As for the flies, it still looks like your last picture of the woolly bugger has too long of hackle. Also, you can tie your tail much more sparse and it will have more movement. Tying your flies in the correct proportions will lead to more success. Check out some youtube videos or buy some buggers. Don't be afraid to go a couple of sizes bigger too. Tie or buy a few black buggers in various sizes. Black just works! Perhaps practice getting the proportions as pictured for a while until you get used to it. Then you can slowly start to tie them in your own color scheme or weight them more or just personalize them.

Good luck,


Active Member
One thing I was doing wrong that made a big difference in the number of fish I set the hook into is always keeping the line running through your trigger finger and clamping it down after the set while strip setting streamers and before when lifting a set with most other methods. Once hooked always keep a little tension on the fish through that trigger finger, by raising the rod, stripping in, and if they are large enough get them on the reel so you can maintain tension that way, except when they come out of the water then you should let up.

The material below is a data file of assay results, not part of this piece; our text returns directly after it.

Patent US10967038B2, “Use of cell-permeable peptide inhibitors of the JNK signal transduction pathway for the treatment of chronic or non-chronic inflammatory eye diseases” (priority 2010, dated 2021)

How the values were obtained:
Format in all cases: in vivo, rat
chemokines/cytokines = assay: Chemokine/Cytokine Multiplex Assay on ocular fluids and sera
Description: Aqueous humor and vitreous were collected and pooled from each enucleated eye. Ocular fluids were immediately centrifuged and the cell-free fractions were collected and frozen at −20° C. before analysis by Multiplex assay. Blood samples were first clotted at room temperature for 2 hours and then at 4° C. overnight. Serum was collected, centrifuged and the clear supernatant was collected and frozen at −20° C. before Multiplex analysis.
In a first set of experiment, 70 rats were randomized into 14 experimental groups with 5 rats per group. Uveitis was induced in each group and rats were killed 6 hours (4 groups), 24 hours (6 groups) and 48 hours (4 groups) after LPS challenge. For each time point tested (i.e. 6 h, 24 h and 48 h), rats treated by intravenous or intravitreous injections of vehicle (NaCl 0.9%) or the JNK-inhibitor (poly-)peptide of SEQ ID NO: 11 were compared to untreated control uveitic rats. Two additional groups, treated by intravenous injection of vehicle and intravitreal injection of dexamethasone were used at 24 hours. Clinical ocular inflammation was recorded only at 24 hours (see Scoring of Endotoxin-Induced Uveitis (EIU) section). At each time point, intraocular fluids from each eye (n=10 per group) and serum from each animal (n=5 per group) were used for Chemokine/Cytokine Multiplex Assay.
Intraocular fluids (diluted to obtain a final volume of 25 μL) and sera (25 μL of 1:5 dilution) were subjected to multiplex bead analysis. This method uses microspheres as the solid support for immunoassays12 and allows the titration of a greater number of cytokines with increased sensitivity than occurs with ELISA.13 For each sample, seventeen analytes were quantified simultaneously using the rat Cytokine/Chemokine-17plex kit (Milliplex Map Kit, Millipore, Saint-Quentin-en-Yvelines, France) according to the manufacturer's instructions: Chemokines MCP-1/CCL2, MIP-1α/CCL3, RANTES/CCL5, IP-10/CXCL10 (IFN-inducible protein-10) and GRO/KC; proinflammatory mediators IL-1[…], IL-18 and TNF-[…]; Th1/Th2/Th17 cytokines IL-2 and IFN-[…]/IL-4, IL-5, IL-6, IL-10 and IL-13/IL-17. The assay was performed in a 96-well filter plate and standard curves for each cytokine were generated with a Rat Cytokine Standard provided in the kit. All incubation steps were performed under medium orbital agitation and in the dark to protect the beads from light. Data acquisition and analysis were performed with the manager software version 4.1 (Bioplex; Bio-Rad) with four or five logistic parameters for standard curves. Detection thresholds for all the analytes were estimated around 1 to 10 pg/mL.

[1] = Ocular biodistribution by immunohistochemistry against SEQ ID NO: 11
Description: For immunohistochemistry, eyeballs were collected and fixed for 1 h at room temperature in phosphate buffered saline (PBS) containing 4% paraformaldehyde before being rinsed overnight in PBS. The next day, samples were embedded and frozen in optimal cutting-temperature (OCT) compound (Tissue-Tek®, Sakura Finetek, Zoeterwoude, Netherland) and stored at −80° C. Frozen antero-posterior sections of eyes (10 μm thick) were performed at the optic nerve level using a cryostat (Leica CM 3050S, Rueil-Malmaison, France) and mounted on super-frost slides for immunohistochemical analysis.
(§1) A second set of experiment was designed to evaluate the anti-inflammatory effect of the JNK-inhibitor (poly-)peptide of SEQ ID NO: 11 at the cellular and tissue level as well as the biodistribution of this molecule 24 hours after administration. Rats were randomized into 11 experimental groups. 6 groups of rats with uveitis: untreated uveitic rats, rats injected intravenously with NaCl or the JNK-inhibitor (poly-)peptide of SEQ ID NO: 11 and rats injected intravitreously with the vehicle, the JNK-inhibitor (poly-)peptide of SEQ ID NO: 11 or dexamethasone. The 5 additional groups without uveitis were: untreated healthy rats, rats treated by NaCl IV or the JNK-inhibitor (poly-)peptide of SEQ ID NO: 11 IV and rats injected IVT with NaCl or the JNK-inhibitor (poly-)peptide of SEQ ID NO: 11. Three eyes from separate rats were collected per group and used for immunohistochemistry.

Active Member
Like others suggested plak around with depth. Count to 10 then start retrieving then 15 etc. Don't be shy with the line, try casting out then kicking fast while you strip out more line. Then let it sink and start your retrieve with rod low pointed straight at the line. Bring it all the way in to the leader every time, they like to follow a rising fly. Try a steady one foot pulls back in pretty fast. Then try six inch pulls, or really fast two inch pulls etc. etc. keep changing it up. Stockers are usually a sucker for changes in speed or direction. If you get bites stay in that area, don't keep going around the lake. Good westside colors for me are medium olive with dark brown hackle, all black, and Rickards seal bugger in light olive and burnt orange hackle. I like size 8 and 10 3xl hook. If I want something in a 14 I would switch to a nymph, half back or generic river nymphs. I think what people are telling you about your hackle is that the fibers are just to long. When you wrap it around the hook it doesn't need to stick out much past the point of your hook, if at all. Hard to find small ones in packs of strung saddle hackle, ask the guys at the fly shop for some ideas.